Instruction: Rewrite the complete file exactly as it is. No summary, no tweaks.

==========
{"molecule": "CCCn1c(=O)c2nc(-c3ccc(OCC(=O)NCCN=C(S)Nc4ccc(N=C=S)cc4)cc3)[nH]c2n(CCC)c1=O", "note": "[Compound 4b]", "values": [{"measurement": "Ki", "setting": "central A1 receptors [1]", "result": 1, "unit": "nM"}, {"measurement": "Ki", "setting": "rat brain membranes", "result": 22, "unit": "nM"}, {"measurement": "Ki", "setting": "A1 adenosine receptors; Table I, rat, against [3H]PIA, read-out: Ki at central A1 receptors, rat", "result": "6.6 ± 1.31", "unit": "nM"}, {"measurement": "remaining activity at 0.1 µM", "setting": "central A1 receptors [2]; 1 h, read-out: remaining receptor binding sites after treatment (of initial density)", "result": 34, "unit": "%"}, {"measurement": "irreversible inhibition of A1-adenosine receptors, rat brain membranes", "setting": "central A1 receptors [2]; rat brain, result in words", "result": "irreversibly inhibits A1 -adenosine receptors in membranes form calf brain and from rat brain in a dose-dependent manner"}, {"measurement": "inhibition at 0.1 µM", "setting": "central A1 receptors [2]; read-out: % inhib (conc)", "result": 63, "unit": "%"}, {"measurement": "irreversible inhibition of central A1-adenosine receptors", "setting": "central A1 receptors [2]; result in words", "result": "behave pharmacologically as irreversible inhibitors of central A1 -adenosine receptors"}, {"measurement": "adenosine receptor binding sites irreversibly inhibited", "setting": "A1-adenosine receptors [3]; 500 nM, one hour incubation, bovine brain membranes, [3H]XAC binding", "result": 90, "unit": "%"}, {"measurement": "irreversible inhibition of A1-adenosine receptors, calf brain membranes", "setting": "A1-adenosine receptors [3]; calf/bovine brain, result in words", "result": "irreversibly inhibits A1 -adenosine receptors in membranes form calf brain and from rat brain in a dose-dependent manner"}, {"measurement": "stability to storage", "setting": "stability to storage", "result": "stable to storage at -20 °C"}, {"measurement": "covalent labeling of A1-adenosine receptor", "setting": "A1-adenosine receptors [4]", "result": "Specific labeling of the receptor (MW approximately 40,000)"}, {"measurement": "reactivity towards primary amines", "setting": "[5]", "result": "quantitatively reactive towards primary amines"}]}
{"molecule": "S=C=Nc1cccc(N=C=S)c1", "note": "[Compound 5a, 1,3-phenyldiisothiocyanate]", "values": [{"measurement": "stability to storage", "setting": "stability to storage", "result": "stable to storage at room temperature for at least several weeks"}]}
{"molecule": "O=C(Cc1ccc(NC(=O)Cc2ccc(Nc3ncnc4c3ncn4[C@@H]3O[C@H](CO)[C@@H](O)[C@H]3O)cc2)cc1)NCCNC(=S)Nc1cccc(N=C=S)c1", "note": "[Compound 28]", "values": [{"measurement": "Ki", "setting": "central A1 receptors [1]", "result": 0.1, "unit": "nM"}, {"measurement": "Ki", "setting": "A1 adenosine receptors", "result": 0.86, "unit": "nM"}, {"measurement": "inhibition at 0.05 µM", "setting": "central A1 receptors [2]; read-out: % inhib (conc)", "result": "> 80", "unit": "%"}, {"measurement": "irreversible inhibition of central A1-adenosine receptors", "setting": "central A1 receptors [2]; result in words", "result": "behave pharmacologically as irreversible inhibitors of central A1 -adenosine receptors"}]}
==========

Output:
{"molecule": "CCCn1c(=O)c2nc(-c3ccc(OCC(=O)NCCN=C(S)Nc4ccc(N=C=S)cc4)cc3)[nH]c2n(CCC)c1=O", "note": "[Compound 4b]", "values": [{"measurement": "Ki", "setting": "central A1 receptors [1]", "result": 1, "unit": "nM"}, {"measurement": "Ki", "setting": "rat brain membranes", "result": 22, "unit": "nM"}, {"measurement": "Ki", "setting": "A1 adenosine receptors; Table I, rat, against [3H]PIA, read-out: Ki at central A1 receptors, rat", "result": "6.6 ± 1.31", "unit": "nM"}, {"measurement": "remaining activity at 0.1 µM", "setting": "central A1 receptors [2]; 1 h, read-out: remaining receptor binding sites after treatment (of initial density)", "result": 34, "unit": "%"}, {"measurement": "irreversible inhibition of A1-adenosine receptors, rat brain membranes", "setting": "central A1 receptors [2]; rat brain, result in words", "result": "irreversibly inhibits A1 -adenosine receptors in membranes form calf brain and from rat brain in a dose-dependent manner"}, {"measurement": "inhibition at 0.1 µM", "setting": "central A1 receptors [2]; read-out: % inhib (conc)", "result": 63, "unit": "%"}, {"measurement": "irreversible inhibition of central A1-adenosine receptors", "setting": "central A1 receptors [2]; result in words", "result": "behave pharmacologically as irreversible inhibitors of central A1 -adenosine receptors"}, {"measurement": "adenosine receptor binding sites irreversibly inhibited", "setting": "A1-adenosine receptors [3]; 500 nM, one hour incubation, bovine brain membranes, [3H]XAC binding", "result": 90, "unit": "%"}, {"measurement": "irreversible inhibition of A1-adenosine receptors, calf brain membranes", "setting": "A1-adenosine receptors [3]; calf/bovine brain, result in words", "result": "irreversibly inhibits A1 -adenosine receptors in membranes form calf brain and from rat brain in a dose-dependent manner"}, {"measurement": "stability to storage", "setting": "stability to storage", "result": "stable to storage at -20 °C"}, {"measurement": "covalent labeling of A1-adenosine receptor", "setting": "A1-adenosine receptors [4]", "result": "Specific labeling of the receptor (MW approximately 40,000)"}, {"measurement": "reactivity towards primary amines", "setting": "[5]", "result": "quantitatively reactive towards primary amines"}]}
{"molecule": "S=C=Nc1cccc(N=C=S)c1", "note": "[Compound 5a, 1,3-phenyldiisothiocyanate]", "values": [{"measurement": "stability to storage", "setting": "stability to storage", "result": "stable to storage at room temperature for at least several weeks"}]}
{"molecule": "O=C(Cc1ccc(NC(=O)Cc2ccc(Nc3ncnc4c3ncn4[C@@H]3O[C@H](CO)[C@@H](O)[C@H]3O)cc2)cc1)NCCNC(=S)Nc1cccc(N=C=S)c1", "note": "[Compound 28]", "values": [{"measurement": "Ki", "setting": "central A1 receptors [1]", "result": 0.1, "unit": "nM"}, {"measurement": "Ki", "setting": "A1 adenosine receptors", "result": 0.86, "unit": "nM"}, {"measurement": "inhibition at 0.05 µM", "setting": "central A1 receptors [2]; read-out: % inhib (conc)", "result": "> 80", "unit": "%"}, {"measurement": "irreversible inhibition of central A1-adenosine receptors", "setting": "central A1 receptors [2]; result in words", "result": "behave pharmacologically as irreversible inhibitors of central A1 -adenosine receptors"}]}